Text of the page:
ALBUQUERQUE, N.M. — Dozens of drums and thousands of voices filled “The Pit” arena floor at the University of New Mexico to reconnect ties that bind Indian Country peoples from Canada, the United States and Mexico.
“We look across this sea of people and see our colors of red, yellow, white and black … the four winds, the four corners of our country, the four races and we are the strongest race of all,” said announcer Dennis Bowen Sr., of Tuba City, Ariz.
More than 100,000 people from nearly 700 Tribes attended the 31st annual Gathering of Nations Pow-Wow April 24-26, which included the Miss Indian World pageant. Honor and pride echoed from the start of every grand entry ceremony through all dance and drum competitions and to each final award presentation.
Along Pow-Wow Alley, the 500-booth Indian Trader’s Market offered authentic Indian arts, crafts and jewelry makers who showcased beads and stones in one-of-a-kind fashions. Hand-tooled leather, musical instruments, pottery, clothing and other Native American-made goods filled table after table. Information booths about Native schools, health programs, social groups and Tribal businesses rounded out the expo and sale.
Stage 49 – referring to the slang for singing party or all-night, after-pow-wow party – provided a continual music concert starring indigenous artists worldwide. The schedule embraced 54 acts that ran the gamut of music genres from First Nations traditional to reggae, rock, hip hop and soul, as well as a smattering of dancers, comedians and magicians. The intertribal comedy team 49 Laughs headlined.
Patricia Lopez, of the Pueblo Nation in New Mexico, was one of nearly 3,000 singers and dancers who turned out to participate in the grand entrances and in women’s traditional dancing competitions.
“First, dance is a prayer and when many people dance together it is a very powerful prayer. Today, to be with brothers and sisters from Mexico, the U.S. and Canada makes it even more powerful,” said Lopez, dressed in the Northern tradition with heavy embroidery and bead work.
Elders, veterans and current warriors were honored throughout the pow-wow. Gourd Dances paid tribute to those who stand up for good and against oppression by serving Tribal communities and all mankind in the military, civic service, education, medicine, law and other segments of society.
Seminole Tribe member Stephen Bowers and his wife, Elizabeth, manned the American Indian Veterans Memorial Initiative (AIVMI) booth to educate about the campaign to place the first statue in Washington, D.C. that will honor Native contributions in U.S. wars. In December 2013, President Barack Obama signed into law an act to place the statue on the grounds of the National Museum of the American Indian. Further, through a relationship with the Vietnam Veterans Memorial Fund, a section of The Education Center at The Wall, to be built in the future, will be dedicated to Native participation and the 227 American Indian, Alaska Native and Pacific Islanders who died during the Vietnam War.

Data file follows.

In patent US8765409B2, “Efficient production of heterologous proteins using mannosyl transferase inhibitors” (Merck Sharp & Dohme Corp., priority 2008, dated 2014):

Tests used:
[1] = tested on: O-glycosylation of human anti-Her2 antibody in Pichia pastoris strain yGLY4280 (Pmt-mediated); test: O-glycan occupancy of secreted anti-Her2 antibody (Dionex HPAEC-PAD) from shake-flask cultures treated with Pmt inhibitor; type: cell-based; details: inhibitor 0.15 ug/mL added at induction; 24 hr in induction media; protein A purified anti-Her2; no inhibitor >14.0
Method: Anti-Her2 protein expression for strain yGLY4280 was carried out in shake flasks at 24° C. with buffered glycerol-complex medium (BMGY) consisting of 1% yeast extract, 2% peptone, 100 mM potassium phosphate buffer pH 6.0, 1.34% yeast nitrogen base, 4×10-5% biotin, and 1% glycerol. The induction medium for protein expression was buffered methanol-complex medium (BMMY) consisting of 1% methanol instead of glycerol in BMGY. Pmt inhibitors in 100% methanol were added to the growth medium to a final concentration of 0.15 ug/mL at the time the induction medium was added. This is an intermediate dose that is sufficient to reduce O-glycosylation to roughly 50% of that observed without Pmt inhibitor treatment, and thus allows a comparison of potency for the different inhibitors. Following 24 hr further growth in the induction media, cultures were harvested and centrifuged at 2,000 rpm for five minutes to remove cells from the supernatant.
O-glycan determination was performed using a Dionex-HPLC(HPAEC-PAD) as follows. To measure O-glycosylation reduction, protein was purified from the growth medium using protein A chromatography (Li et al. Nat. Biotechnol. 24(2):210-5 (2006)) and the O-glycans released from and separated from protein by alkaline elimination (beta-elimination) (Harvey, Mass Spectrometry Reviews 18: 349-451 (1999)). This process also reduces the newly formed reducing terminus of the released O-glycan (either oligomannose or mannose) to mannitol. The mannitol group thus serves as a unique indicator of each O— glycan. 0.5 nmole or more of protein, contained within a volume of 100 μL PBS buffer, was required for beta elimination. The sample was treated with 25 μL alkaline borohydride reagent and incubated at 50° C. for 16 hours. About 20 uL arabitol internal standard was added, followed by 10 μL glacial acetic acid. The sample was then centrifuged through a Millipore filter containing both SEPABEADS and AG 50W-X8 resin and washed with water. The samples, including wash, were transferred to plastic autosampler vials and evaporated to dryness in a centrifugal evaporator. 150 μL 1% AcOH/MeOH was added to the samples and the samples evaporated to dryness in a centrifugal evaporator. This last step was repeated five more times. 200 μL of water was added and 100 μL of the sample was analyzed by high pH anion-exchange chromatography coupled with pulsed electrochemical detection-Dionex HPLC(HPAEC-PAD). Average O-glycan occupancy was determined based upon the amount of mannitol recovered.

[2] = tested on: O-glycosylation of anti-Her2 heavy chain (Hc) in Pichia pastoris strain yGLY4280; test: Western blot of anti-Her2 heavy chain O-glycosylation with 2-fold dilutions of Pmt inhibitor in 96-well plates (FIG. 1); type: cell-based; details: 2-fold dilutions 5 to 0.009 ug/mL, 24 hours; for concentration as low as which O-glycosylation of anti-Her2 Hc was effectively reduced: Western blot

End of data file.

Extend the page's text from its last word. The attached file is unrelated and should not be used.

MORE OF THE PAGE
“Coming out to where a lot of Indians are makes a difference in spreading the word,” Bowers said. “Here we are in New Mexico’s Land of Enchantment, which is also the land of the Pueblo. We’re verbally telling everyone.”
The venue reverberated in pounding heartbeats as drumming and singing groups with names like Young Bear, Bear Nation and Thunder Crew competed among themselves and accompanied ceremonies and dancers.
Indian Country celebrities addressed the crowd including rapper Supaman (Christian Parrish Takes The Gun), of the Crow Nation; actor Nathan Lee Chasing His Horse, of the Rosebud Nation; and Miss Canada 2010 finalist Ashley Callingbull, of the Enoch Cree First Nation.
“I want our people to hold onto our history and our love … That is why I stand here today,” said Chasing His Horse before thanking the Creator with a Lakota prayer.
Comanche activist LaDonna Harris, president of Americans for Indian Opportunity, was held in the spotlight for the last Gourd Dance of the weekend. Harris’ 40 years of work to educate non-Natives about Indian culture and social issues includes 20 years of her renowned youth ambassador program that inspires the young to maintain cultural beliefs while they take on the world on and off the reservation.
“We don’t have to leave our values at the reservation or our home. You have to take them with you and be that person all the time wherever you are,” Harris said in an interview with Tara Gatewood, of Koahnic Broadcast Corporation’s Native America Calling.
For members of Danza Azteca Chichimela, just getting to the pow-wow was a feat. Troupe dancers and musicians, all indigenous to South America but none affiliated with a recognized Tribe, traveled from Los Angeles, San Fernando and San Gabriel Valley in California.
Sergio Ruiz, of Los Angeles, said the Aztec troupe was allowed to dance in the grand entrance and on Pow-Wow Alley, but they were not sponsored by the Gathering of Nations organization.
“We are here through the grace of the Creator. Just to be here with our Native brothers and sisters is enough. It’s about sharing our specific cultures, and regardless of how we got here, we came to share,” Ruiz said.